Gia Coppola grew up around wine. As a child, she watched her family fix pitchers of Sangria on the Coppola vineyard in Napa, California.
“It’s just been a part of my life since before I can remember,” she says. Now the filmmaker has her own recipe for Sangria, which was inspired by the one her grandfather Francis Ford Coppola makes. Her twist? California brandy added to a mix of red wine and fresh peaches.
She loves serving her Sangria to friends and family when they visit. “I’ve been labeled in the family as the bartender,” she reveals with a laugh. Coppola will occasionally whip up classic Negronis or gin Martinis, but when she doesn’t have the time to deal with the minutiae of mixology, she’ll turn to Sangria.
“What’s fun about Sangria is you just throw it in and it’s haphazard and kind of messy and you can do it anywhere,” she explains. Coppola could certainly use some extra time: Her feature film Mainstream debuted this past May and she has developed her own line of wines with her grandfather’s winery.
What excites Coppola about winemaking is that it’s always changing. “Unlike movies, it’s not set in stone,” she says. “You can see how it evolves, see how people respond to it and then tweak it. It’s like a sculpture, in a way.”
Here’s how to make Coppola’s signature Sangria.
It’s no surprise that Coppola is a self-proclaimed “red wine person,” so the base of her Sangria is always red. She even recently released a Sangria-inspired red-wine blend, which is called SanGia. That wine is the foundation of her Sangria recipe. “It has a little bit of a Christmas flavor to it,” she says, “so I get a little nostalgic every time I drink it.”
While Sangria can be made with a range of fruit, Coppola always uses fresh peaches in her recipe—a move that reminds her of her childhood. “We have a peach tree and we have the most amazing peaches,” says Coppola. She likes to use one type of fruit, so the Sangria isn’t “like fruit salad.”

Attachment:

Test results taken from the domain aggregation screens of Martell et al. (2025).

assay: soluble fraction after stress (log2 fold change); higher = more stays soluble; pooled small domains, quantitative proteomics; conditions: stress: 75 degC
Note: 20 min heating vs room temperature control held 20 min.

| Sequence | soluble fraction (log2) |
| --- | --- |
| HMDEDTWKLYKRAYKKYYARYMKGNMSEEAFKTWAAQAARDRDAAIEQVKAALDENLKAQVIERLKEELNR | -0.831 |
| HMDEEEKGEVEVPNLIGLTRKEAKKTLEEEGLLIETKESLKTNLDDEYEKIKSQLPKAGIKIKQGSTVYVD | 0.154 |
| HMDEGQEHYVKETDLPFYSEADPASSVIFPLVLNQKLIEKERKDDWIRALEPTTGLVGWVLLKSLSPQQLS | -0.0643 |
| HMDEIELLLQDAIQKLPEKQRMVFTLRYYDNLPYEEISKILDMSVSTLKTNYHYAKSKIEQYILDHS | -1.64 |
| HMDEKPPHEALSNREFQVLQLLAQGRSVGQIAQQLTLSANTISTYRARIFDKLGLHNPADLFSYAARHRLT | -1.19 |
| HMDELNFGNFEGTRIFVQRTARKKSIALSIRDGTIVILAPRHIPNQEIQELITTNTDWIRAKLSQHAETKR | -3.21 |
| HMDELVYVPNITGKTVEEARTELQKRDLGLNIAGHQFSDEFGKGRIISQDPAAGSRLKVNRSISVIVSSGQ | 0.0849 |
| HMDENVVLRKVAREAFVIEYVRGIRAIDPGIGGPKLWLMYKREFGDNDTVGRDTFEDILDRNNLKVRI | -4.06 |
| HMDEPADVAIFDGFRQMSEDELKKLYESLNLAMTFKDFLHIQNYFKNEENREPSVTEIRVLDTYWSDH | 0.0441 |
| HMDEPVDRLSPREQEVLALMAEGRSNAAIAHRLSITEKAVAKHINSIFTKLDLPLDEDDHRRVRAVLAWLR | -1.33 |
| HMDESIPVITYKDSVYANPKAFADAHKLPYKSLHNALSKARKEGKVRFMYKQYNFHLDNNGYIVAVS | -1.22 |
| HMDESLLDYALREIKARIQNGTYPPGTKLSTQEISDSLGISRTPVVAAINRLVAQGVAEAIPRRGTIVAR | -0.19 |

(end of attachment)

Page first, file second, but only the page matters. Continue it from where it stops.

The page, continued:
For a bit of additional oomph, Coppola adds a “glug or two” of brandy to her Sangria. She uses her family’s Agnesi 1799, a five-year-old grape-based brandy named for 18th-century mathematician Maria Gaetana Agnesi. Brandy “adds a little more of a kick and takes away from it feeling too sweet,” says Coppola.
Sangria is as much about the pitcher as it is about the ingredients. At home, Coppola uses a vintage ceramic one that she loves. “You put it anywhere and it looks like you’ve decorated,” she says. To make the Sangria, Coppola pours a full bottle of wine directly into the pitcher. She adds the peaches and the brandy, and then allows all the flavors to marry together for about 10 minutes. “I let it sit a bit so that the wine gets infused with the peaches, the peaches get infused with the wine and they kind of swap,” she explains.
Coppola serves her Sangria over ice in half-glasses gifted to her by her grandmother. She prefers these over larger rocks glasses or wine glasses because of their restrained size—and good look. “They just feel chic to me,” she says. Coppola keeps the ice simple, using standard cubes straight from the freezer. “For a Sangria, you want to keep it real rustic,” she says.
- 1 750ml bottle Red wine
- 1-2 Peaches, sliced
- 4 oz Aged grape-based brandy
- Glass: Half-glass or small rocks glass
Add all the ingredients to a jug or pitcher and let sit for ten minutes. Pour into glasses filled with ice.
In our column, House Drink, we talk to people about their favorite cocktails to make for themselves at home.
Illustrations by Olivia McGiff